The Nike Air More Uptempo is one of the most popular basketball shoes to date, but even though it didn’t have a famous name tied to it, its popularity was significantly increased by the high profile wearers of the model. Known for its bold looks, the sneaker is nothing short of iconic.
The Nike Air More Uptempo traditionally comes in either a Durabuck, or leather upper, and the main feature of the sneaker is the oversized word Air written in bubble writing across the shoe. The sneaker also features a lot of branding, with Nike swooshes on the heel, outsole, midsole, toe, and tongue. The midsole contains full Nike Air cushioning, as the name suggests, and the last interesting detail are the accentuated pull tabs on the heel and tongue.
The Nike Air More Uptempo was first released in 1996, and was created by famous designer Wilson Smith. Also known for designing the Air Jordan 16 and 17, and the Air Max CB34, Charles Barkley’s signature shoe, Wilson Smith is a veteran designer that was even given the Oregon College of Design’s highest honor, yet the Air More Uptempo is debatably his biggest achievement. In a time where branding started to become more subdued, and Michael Jordan was trying to separate his sneaker line from Nike, the overt Nike Swoosh’s and the word Air written across the entire shoe was quite the statement.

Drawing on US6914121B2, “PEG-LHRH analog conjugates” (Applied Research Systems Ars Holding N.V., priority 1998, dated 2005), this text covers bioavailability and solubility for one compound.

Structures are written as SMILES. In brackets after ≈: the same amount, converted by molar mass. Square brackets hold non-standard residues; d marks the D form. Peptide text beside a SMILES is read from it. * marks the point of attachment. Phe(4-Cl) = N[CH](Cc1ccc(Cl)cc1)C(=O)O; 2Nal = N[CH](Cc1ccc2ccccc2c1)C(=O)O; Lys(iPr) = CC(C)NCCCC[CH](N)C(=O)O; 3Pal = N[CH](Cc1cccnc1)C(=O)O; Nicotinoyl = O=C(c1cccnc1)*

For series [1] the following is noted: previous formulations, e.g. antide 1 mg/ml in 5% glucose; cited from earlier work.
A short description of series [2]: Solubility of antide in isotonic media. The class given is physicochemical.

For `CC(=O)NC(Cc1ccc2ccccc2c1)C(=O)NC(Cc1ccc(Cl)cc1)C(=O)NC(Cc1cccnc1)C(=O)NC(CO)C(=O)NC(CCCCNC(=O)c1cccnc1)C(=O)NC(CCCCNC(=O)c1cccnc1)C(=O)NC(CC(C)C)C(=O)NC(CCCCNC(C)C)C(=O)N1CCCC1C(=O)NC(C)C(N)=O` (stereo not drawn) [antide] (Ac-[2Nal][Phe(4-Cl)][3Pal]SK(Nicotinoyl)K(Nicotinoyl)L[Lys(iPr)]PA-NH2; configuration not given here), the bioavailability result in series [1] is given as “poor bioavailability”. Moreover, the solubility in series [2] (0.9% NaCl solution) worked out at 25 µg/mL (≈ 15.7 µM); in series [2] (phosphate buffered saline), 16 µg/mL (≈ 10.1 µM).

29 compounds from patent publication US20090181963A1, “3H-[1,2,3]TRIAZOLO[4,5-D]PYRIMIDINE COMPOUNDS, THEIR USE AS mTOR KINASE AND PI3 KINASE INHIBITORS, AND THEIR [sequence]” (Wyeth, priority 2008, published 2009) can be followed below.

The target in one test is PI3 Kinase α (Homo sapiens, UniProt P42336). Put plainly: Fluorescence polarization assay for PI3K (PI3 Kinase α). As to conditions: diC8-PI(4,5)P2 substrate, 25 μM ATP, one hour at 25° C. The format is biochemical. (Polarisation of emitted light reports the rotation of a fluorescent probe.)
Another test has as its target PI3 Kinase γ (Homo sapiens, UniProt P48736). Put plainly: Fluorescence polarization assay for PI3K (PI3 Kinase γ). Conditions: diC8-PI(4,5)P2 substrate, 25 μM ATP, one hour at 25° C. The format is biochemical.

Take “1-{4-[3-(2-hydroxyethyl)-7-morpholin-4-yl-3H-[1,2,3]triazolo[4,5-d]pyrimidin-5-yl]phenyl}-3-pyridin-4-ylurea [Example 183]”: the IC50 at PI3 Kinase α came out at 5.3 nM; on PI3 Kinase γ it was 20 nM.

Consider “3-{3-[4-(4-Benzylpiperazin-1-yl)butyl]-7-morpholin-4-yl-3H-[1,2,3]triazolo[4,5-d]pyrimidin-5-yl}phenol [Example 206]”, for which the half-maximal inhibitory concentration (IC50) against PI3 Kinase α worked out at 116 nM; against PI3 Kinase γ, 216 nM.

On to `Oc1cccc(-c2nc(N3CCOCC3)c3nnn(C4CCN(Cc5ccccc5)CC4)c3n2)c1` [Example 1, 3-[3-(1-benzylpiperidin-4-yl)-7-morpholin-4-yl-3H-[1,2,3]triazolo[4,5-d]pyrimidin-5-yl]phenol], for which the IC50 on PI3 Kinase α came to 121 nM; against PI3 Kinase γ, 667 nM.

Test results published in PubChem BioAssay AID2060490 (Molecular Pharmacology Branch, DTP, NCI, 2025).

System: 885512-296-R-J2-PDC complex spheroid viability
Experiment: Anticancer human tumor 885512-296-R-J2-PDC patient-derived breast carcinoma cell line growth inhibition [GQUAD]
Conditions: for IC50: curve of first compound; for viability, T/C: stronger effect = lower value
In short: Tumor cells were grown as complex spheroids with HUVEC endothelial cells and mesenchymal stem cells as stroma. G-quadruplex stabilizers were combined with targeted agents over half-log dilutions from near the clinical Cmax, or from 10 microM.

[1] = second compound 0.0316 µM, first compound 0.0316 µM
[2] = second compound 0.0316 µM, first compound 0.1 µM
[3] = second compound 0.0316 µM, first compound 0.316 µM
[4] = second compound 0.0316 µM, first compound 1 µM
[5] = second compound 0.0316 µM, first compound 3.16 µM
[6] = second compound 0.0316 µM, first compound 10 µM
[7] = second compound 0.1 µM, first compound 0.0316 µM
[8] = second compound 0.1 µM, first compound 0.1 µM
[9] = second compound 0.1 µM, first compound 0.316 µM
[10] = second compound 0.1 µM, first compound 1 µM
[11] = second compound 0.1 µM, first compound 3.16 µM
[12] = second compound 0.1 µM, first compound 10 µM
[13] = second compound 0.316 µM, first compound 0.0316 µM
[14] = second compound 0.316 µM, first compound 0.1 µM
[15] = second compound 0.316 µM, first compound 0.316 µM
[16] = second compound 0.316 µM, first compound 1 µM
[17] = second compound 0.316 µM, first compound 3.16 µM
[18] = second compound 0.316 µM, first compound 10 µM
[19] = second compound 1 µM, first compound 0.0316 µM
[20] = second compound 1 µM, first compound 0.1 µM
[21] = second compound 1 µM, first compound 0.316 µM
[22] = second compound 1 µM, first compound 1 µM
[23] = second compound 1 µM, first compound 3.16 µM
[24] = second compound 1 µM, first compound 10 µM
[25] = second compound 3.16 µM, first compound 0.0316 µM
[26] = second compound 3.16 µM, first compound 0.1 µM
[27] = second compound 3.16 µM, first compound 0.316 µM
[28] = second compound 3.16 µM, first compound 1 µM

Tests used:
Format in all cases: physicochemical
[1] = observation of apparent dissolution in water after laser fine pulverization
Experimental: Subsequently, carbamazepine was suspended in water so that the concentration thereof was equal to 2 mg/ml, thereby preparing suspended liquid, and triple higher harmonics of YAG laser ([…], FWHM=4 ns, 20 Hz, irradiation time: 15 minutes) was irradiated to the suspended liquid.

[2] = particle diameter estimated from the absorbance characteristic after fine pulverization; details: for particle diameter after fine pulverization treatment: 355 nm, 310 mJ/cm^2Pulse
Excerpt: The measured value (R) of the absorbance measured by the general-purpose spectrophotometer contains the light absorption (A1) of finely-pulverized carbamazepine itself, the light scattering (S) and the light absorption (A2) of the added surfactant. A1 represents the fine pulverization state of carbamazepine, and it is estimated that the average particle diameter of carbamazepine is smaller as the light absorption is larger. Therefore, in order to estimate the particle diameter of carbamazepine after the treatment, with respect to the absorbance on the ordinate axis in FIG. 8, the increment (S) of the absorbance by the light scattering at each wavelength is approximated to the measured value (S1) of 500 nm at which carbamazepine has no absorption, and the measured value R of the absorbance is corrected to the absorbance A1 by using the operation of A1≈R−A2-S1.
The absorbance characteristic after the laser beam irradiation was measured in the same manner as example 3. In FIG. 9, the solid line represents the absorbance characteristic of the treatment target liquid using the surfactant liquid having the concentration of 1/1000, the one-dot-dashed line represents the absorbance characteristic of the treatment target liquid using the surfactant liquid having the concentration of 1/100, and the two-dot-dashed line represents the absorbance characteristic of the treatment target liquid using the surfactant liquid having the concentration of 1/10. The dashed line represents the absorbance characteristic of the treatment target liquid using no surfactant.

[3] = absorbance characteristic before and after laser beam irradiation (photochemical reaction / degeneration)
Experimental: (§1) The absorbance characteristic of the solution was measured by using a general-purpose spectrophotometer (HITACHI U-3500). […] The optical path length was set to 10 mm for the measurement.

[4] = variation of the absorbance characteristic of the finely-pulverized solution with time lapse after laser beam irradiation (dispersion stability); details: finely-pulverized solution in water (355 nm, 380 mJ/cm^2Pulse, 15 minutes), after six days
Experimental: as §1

It is important to also remember the celebrity’s behind the shoes success, as the Nike Air More Uptempo has also been a regular sight in the public eye. In its lifetime, the sneaker has been worn by everyone from Serena Williams and James Harden, to Wale and Rick Ross, but the man who started the craze off, was Scotty Pippin. Jordan’s right hand man was the main athlete behind the sneaker, and famously wore the sneaker in the 1996 Olympics, where Pippin won gold with the USA. In a similar way to how the Air Jordan 7 became more popular thanks to its involvement in the 1992 Olympics, the Air More Uptempo is often linked to its appearance in the event 4 years after. Many colorways of the Nike Air More Uptempo take inspiration from the 1996 Olympics, such as the Air More Uptempo “Olympic” that has retro-ed on a number of occasions, but also more recently the Air More Uptempo “Spirit of ’96.”
The 2010’s have also seen a resurgence of the classic basketball sneaker, as its chunky build and braggadocios Air branding have caught the attention of many influences in the fashion community. This popularity reached its peak back in 2017, when popular street wear brand, Supreme, collaborated with Nike on the shoe. Two colorways were created, with one coming in all-gold and the other in red and white, and the public loved them. The difference with these editions, as well as their unique colorways, was that the oversized lettering on the upper read Supreme, instead of Air. They also released around the time Supreme saw a massive increase in popularity, and as a result, the gold model, as well as the the red and white edition now resell for $600 and $1200 respectively.